Boids, a shortened version of “bird-oid object”, is a computational model of flocking behaviour proposed by the computer graphics specialist Craig Reynolds in a paper published in 1987, which he first demonstrated in 1986. Reynolds formally defined flocking as “polarised, non-colliding, aggregate motion”, and his fundamental idea was that rather than scripting the behaviour of each bird in a simulated flock – or fish in a shoal, or animal in a herd – their overall behaviour would emerge if every individual followed three simple rules, without anything in overall control:
Separation: steer to avoid crowding local flockmates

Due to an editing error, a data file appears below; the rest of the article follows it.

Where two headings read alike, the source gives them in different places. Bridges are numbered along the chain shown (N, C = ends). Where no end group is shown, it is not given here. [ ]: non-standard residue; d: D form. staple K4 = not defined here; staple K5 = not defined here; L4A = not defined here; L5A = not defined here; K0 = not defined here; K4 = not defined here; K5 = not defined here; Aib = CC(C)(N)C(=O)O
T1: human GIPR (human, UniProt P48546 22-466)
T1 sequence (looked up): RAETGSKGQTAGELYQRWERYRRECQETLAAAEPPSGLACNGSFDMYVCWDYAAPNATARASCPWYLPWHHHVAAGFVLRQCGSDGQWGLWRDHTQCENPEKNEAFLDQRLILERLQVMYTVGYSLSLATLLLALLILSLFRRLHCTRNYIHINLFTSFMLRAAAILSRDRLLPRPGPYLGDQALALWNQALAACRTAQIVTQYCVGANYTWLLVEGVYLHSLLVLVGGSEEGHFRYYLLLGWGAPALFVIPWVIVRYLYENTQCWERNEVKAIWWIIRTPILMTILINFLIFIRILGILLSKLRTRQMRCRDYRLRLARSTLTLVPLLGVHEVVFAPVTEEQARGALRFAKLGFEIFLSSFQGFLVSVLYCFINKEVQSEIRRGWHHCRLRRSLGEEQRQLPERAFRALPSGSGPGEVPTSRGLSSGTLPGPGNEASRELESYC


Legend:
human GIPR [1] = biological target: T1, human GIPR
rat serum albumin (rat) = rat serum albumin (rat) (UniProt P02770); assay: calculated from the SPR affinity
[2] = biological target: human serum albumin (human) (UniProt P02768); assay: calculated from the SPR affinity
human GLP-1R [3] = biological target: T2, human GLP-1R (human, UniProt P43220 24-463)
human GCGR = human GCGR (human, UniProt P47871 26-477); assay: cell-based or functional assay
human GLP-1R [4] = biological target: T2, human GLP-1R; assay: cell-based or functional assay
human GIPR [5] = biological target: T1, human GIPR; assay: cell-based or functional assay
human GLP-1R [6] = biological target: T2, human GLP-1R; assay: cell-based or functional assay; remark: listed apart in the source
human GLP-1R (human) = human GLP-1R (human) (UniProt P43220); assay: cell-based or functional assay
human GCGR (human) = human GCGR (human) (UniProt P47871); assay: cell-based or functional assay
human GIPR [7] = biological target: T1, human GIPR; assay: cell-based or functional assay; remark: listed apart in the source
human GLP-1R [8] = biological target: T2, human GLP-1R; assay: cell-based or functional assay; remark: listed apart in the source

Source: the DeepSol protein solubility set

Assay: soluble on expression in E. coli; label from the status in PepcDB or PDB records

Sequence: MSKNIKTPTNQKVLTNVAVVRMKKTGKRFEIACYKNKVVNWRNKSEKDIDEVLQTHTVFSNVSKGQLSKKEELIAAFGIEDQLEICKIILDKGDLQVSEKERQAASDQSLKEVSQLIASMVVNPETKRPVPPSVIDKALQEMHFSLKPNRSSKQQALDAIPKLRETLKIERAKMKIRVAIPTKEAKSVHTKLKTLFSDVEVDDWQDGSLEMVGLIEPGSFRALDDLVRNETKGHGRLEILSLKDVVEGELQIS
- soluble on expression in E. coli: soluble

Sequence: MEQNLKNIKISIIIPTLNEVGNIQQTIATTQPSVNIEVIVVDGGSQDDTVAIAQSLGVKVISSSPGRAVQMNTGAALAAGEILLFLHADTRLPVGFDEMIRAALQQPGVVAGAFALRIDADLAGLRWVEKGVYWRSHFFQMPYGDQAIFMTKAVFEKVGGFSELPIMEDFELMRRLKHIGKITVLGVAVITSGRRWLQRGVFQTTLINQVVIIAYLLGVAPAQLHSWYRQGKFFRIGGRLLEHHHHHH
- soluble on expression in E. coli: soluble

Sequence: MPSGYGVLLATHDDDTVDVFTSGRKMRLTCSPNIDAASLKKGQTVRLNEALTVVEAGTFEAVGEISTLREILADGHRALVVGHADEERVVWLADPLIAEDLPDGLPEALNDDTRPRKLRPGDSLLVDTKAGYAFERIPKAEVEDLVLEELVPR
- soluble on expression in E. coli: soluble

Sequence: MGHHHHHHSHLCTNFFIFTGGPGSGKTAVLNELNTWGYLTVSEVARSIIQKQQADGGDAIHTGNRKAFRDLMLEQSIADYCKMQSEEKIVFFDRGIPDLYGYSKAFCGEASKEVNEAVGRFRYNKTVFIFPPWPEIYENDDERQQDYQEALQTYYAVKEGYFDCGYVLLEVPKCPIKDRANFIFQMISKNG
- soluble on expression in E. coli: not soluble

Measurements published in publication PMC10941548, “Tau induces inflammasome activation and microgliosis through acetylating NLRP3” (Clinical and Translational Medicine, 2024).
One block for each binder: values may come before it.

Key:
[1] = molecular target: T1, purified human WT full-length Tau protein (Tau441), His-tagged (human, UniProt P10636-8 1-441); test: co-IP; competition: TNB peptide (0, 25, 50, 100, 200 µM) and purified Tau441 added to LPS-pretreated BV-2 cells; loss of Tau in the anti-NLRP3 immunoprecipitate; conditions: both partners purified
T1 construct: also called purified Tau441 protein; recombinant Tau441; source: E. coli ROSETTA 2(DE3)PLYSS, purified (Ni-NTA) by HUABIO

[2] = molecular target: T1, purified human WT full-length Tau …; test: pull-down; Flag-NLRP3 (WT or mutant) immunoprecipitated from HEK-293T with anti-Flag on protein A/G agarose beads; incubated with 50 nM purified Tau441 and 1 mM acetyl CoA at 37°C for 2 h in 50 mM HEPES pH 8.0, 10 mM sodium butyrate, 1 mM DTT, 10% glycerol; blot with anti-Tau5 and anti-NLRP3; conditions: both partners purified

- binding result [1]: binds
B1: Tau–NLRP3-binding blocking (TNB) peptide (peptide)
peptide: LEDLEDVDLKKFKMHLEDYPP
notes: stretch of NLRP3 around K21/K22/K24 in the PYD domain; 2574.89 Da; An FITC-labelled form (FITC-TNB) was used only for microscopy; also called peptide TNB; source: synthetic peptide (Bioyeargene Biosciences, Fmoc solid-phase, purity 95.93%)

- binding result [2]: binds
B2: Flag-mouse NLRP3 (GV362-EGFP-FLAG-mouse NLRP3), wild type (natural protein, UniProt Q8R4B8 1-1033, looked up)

Alignment: steer towards the average heading of local flockmates
Cohesion: steer to move towards the average position of local flockmates
Reynolds’ approach was a significant step forward from the traditional techniques previously used in computer animation. The first film created using his new algorithm was Stanley and Stella in: Breaking the Ice (1987), followed by Tim Burton’s film Batman Returns (1992), with computer-generated bat swarms and armies of penguins marching through the streets of Gotham City.
Flocking, or Particle Swarm Optimization as it is now more formally known, has since become an area of study in several fields of research, including statistical physics, control theory and robotics.
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